Clinical lab techs are classified into two categories. A clinical laboratory technician performs routine medical lab tests to diagnose, prevent and treat disease, while a clinical laboratory technologist performs more complex tests. The following information details the educational requirements and job outlook for clinical lab techs.
There are two types of clinical lab techs - clinical laboratory technologists and clinical lab technicians. The demand for both clinical laboratory technologists and technicians is greater than average, and their work environments and employers are diverse. While these careers have similarities, they require different levels of education - technicians carry out less complex procedures than the technologists.
|Required Education||Associate's degree for clinical lab technicians; Bachelor's degree for clinical lab technologists|
|Other Requirements||License may be required in some states|
|Projected Job Growth (2018-2028)*||11% for all clinical laboratory technologists and technicians|
|Average Salary (2018)*||$53,880 annually for clinical laboratory technicians and technologists|
Source: *U.S. Bureau of Labor Statistics (BLS)
Career Info, Duties and Employment Options
Clinical lab techs fall under two categories: technologists and technicians. While both clinical lab technologists and clinical lab technicians perform similar duties, their jobs vary in many ways. In general, clinical lab personnel perform tests that detect, diagnose and treat diseases. They also examine and analyze cells and body fluids, look for microorganisms in the body and test how patients respond to drug treatments.
Clinical Laboratory Technologists Career Info
Clinical laboratory technologists usually need a bachelor's degree in medical technology, biology or some other type of life science. Some clinical laboratory technicians qualify for jobs by combining education with on-the-job and specialized training offered by hospitals and universities.
In some states, clinical lab technologists must be licensed or registered. Criteria for licensure varies by state and specialty, but it generally involves obtaining a bachelor's degree and passing an examination. Employers may prefer clinical lab technologists who are certified by recognized professional associations, such as the National Credentialing Agency for Laboratory Personnel or American Medical Technologists.
Clinical lab technologists prepare lab specimens, perform complex tests, evaluate test results, ensure the accuracy of tests and sometimes supervise clinical lab technicians. Clinical lab technologists who work in large laboratories generally work in clinical chemistry, microbiology, immunohematology, immunology, cytotechnology or molecular biology.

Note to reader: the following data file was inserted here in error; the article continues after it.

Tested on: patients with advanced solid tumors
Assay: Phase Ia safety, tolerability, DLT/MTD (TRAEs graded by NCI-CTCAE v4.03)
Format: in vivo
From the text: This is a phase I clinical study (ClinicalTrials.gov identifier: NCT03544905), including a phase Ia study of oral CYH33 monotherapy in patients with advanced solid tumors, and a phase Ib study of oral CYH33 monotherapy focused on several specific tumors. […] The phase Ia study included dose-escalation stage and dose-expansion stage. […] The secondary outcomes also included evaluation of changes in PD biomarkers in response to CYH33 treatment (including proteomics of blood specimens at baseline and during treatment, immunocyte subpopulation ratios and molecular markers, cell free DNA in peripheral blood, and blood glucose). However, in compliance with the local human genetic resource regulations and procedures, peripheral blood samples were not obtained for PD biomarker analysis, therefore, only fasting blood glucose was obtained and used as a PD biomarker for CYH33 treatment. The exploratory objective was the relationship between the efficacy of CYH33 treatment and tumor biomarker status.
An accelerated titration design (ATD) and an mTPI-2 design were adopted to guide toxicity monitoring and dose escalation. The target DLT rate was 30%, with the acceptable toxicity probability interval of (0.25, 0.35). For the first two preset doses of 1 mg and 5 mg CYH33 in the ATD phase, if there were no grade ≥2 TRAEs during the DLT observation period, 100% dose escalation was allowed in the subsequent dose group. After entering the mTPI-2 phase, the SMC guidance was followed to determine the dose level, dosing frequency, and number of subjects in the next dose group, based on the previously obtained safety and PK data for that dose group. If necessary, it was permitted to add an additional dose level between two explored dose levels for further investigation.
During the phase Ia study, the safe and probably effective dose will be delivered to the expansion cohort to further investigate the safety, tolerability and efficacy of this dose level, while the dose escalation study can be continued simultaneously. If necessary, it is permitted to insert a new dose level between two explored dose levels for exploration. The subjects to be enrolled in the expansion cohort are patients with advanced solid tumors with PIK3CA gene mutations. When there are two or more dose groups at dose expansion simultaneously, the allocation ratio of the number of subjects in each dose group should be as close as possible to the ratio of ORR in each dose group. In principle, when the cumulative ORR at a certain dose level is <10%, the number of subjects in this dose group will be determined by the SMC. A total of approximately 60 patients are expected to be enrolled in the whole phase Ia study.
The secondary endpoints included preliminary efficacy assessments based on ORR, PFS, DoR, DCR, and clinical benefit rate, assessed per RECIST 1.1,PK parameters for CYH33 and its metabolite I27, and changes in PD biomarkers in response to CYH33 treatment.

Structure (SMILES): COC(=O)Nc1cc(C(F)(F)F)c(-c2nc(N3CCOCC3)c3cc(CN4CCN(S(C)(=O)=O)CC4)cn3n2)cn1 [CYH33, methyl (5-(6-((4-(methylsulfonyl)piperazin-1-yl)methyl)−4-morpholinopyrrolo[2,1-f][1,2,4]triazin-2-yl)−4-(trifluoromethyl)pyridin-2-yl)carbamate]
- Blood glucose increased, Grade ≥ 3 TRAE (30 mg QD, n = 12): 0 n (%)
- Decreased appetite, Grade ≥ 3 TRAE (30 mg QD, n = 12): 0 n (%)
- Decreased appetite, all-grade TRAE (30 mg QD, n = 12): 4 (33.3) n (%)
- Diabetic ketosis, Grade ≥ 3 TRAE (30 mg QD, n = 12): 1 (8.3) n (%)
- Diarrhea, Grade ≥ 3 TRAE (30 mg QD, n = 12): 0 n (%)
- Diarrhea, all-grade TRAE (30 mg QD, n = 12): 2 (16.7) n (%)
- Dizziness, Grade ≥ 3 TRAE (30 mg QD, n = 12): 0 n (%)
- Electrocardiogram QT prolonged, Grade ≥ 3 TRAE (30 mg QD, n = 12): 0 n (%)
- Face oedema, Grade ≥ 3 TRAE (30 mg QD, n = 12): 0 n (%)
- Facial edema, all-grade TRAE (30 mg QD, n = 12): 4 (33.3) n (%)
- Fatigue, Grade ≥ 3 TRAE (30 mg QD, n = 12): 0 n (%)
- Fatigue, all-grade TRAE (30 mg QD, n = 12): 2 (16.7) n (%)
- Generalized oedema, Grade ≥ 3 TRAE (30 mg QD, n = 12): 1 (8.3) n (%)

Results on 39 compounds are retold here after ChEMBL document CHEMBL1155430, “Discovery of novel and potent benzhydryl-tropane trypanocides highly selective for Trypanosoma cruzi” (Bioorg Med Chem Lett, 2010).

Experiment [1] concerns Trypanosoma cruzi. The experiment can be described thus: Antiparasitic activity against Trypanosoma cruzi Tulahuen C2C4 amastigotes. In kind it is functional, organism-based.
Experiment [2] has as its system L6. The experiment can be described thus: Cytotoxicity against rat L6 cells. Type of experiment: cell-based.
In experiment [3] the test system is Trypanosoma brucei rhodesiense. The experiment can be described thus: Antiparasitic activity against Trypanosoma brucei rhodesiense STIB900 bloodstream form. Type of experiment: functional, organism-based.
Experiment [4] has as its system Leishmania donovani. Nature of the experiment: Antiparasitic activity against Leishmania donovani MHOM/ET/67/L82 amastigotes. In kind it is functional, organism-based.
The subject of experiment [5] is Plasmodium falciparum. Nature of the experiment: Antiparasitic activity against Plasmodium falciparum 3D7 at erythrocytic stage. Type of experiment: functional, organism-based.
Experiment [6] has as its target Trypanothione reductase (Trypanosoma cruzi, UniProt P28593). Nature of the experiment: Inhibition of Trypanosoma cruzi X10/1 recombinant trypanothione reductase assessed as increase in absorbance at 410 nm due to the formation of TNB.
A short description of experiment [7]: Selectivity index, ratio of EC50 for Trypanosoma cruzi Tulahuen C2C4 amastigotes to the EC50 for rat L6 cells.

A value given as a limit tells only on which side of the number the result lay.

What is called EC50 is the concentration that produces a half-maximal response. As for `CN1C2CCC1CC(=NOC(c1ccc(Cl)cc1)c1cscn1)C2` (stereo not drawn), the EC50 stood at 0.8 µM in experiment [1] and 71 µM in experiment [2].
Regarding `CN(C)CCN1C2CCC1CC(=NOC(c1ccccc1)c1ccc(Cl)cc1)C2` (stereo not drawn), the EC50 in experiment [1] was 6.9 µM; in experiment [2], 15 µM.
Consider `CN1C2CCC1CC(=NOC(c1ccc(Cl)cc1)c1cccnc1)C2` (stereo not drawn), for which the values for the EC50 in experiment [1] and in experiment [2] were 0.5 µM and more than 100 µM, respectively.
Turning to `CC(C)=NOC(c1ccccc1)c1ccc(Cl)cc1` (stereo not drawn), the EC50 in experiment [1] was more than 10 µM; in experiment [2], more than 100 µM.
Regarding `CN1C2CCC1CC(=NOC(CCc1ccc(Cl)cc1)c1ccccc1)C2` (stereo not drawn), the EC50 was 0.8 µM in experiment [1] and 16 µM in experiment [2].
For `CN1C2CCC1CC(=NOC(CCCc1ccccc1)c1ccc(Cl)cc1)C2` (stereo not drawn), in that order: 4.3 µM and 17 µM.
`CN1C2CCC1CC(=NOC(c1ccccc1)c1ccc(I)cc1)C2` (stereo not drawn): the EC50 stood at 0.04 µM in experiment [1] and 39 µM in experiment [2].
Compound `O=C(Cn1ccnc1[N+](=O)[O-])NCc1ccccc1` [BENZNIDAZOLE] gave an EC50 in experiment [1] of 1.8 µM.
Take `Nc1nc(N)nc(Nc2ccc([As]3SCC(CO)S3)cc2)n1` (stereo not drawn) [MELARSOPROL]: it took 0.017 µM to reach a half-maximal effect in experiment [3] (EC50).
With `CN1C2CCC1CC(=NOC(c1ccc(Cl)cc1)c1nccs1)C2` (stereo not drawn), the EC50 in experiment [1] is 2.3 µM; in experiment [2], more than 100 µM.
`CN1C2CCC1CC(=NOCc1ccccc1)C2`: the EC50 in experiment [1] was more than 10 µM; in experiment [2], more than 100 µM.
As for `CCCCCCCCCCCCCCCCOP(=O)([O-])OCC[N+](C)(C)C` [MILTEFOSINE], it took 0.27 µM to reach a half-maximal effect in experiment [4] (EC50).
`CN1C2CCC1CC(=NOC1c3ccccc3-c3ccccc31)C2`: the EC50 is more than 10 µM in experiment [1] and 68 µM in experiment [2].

Clinical Laboratory Technicians Career Info
Clinical laboratory technicians usually need an associate's degree from a community college or a certificate from a vocational school, hospital or the Armed Forces. Some clinical laboratory technicians receive on-the-job training. Many employers prefer to hire clinical lab technicians with professional association certification. Such associations include the Board of Certification of the American Society for Clinical Pathology and the Board of Registry of the American Association of Bioanalysts.
Clinical lab technicians carry out less complex procedures than their counterparts. They may prepare specimens, run analysis equipment and perform tests by hand. Clinical lab technicians sometimes work under the supervision of laboratory managers and clinical lab technologists; areas of specialization may include phlebotomy and histotechnology.
Employment Outlook and Salary Statistics
The U.S. Bureau of Labor Statistics (BLS) predicted a 11% job growth for clinical laboratory technologists and technicians between 2018 and 2028. The BLS also reported that the average annual salary for clinical laboratory technologists and technicians was $53,880.
Clinical laboratory technologists require a higher degree of education and perform more complex operations in the lab in order to diagnose, prevent, and treat disease. This can involve testing bodily fluids, such as blood and urine, as well as maintaining and operating the equipment used in these tests. A clinical laboratory technician performs a similar job, but requires only an associate's degree and performs more routine lab operations, and work is typically done under direct supervision of a laboratory technologist.